The precise limits of liability in damages for honest misrepr-sentation are not fixed at the same place by all the courts which hold that such liability may exist. Two qualifying principles may claim some support in authority or reason. The first of these finds support in the early law, in the dissenting opinion in Pasley v. Freeman, and in sundry expressions in modern decisions, as in Michigan.42 This principle would confine liability to cases where the misrepresentation was made to induce another to enter into a contract with the person making the misrepresentation, and would be consistent with the modern law of seller's warranty, and indeed would find its chief support in cases relating to sales. On the other hand, the principle, though not inconsistent with most decisions relating to the implied warranty by an agent of his authority, since most of them relate to cases where the agent purported to enter into a contract, has been expressly repudiated by the House of Lords as a limitation on the agent's liability.45 Further, there is no such limitation to liability for misrepresentation created by means of an estoppel, and in the action of deceit the authority, both of courts which approve of Deny v. Peek 44 and of courts which do not, gives little support for a distinction between representations which induce a contract with the person making them and representations which induce a contract with another person, or indeed any other detrimental action. Nor is it easy to see on logical or ethical grounds why such a distinction should be made.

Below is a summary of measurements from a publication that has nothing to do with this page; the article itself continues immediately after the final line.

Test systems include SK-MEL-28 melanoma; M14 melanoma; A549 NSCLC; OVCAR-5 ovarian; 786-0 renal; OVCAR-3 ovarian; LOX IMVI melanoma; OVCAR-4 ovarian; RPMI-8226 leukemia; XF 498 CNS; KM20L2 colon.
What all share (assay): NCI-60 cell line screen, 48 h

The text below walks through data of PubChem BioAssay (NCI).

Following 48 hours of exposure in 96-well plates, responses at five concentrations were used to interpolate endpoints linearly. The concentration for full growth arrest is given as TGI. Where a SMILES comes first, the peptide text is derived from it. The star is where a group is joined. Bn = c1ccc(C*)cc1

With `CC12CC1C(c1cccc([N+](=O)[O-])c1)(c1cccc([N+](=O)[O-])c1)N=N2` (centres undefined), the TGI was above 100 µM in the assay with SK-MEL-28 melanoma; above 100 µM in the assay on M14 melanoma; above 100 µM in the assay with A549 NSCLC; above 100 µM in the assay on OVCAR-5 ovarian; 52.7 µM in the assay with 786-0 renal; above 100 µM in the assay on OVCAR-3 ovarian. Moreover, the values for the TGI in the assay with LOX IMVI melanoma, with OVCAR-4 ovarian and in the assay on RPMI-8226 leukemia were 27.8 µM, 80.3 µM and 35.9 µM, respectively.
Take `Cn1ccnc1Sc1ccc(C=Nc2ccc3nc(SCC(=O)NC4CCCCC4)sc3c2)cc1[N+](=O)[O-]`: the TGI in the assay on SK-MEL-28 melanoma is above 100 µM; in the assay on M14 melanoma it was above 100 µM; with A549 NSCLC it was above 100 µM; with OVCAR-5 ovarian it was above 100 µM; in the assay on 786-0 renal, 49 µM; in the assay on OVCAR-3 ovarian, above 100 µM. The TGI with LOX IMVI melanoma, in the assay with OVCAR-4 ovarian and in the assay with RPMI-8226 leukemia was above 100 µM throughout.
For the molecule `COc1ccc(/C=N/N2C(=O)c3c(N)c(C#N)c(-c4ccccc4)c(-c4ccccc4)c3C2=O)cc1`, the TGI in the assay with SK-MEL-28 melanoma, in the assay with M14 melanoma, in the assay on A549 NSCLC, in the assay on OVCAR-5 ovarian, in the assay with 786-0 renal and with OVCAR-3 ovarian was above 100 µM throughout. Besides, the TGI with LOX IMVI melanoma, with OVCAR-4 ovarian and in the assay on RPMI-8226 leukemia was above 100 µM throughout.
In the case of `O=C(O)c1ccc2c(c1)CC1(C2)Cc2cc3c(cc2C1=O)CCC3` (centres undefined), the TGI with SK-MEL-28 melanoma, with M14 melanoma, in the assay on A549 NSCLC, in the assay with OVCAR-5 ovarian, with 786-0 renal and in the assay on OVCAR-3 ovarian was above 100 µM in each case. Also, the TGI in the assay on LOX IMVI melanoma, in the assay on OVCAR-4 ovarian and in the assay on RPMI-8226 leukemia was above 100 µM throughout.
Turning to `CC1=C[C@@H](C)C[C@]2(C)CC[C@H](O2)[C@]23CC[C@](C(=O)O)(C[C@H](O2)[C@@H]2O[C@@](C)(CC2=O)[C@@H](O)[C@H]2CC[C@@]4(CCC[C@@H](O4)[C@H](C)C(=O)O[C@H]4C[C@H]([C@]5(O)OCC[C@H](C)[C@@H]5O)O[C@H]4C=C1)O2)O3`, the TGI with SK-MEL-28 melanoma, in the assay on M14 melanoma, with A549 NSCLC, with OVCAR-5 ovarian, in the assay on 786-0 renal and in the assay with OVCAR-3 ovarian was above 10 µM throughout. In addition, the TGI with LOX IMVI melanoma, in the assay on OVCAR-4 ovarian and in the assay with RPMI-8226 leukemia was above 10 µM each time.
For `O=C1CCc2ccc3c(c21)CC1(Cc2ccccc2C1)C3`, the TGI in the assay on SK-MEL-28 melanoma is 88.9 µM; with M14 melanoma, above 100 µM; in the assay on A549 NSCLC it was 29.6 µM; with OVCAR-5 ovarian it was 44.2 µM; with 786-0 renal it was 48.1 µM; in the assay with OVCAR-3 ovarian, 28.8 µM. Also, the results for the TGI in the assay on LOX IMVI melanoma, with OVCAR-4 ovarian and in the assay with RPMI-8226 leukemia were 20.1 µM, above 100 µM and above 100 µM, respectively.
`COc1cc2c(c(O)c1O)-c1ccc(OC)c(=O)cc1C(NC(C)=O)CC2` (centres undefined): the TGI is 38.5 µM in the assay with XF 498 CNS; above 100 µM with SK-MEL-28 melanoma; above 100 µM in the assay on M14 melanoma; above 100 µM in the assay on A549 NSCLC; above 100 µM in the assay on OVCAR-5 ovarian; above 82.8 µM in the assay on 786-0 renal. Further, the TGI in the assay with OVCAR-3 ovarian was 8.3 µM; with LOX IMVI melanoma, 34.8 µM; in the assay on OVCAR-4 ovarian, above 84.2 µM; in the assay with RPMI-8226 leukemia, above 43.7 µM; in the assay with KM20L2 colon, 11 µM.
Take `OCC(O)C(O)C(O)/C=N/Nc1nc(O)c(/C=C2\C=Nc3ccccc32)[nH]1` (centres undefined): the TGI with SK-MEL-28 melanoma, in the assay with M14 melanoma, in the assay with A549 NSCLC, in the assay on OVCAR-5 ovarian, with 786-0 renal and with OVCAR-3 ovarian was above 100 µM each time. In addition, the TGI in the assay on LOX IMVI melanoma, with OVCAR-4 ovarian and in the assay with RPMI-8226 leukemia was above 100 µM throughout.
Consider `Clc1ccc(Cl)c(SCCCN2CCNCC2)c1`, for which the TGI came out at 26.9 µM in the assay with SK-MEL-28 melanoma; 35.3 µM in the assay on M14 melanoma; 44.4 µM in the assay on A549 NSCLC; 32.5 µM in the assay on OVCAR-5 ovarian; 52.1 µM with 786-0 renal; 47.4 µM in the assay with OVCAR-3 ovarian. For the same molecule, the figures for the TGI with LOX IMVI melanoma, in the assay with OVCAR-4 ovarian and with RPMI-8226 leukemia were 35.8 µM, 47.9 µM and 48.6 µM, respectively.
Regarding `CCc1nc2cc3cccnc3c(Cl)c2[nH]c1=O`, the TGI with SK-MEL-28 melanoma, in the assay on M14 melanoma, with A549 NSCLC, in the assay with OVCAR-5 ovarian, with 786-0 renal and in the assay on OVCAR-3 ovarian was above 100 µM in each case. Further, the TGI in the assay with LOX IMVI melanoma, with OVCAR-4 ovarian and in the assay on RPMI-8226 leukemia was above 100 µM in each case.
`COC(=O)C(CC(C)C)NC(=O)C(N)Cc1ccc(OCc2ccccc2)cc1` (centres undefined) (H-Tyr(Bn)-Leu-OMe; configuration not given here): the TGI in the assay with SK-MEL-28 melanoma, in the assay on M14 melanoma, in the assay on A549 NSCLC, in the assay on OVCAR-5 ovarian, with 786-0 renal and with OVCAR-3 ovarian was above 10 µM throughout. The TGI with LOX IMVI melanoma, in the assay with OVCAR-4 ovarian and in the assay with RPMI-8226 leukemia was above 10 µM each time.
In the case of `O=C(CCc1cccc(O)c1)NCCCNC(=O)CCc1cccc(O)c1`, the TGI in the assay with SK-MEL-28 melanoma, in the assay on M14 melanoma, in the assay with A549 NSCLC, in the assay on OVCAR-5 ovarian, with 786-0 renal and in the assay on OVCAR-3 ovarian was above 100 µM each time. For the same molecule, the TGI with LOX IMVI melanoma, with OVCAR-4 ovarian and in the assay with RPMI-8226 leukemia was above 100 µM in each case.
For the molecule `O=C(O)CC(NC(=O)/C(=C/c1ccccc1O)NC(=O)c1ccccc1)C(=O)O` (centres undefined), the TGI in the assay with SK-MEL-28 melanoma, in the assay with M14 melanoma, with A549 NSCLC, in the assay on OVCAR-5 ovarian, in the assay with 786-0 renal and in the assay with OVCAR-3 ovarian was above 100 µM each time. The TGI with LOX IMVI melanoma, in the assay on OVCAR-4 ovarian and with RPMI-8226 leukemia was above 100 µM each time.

42 Aldrich v. Scribner, 164 Mich. 23, 117 N. W. 681,18 L. R. A. (N. S.) 379.

43 Starkey v. Bank of England, [1903] A. C. 114.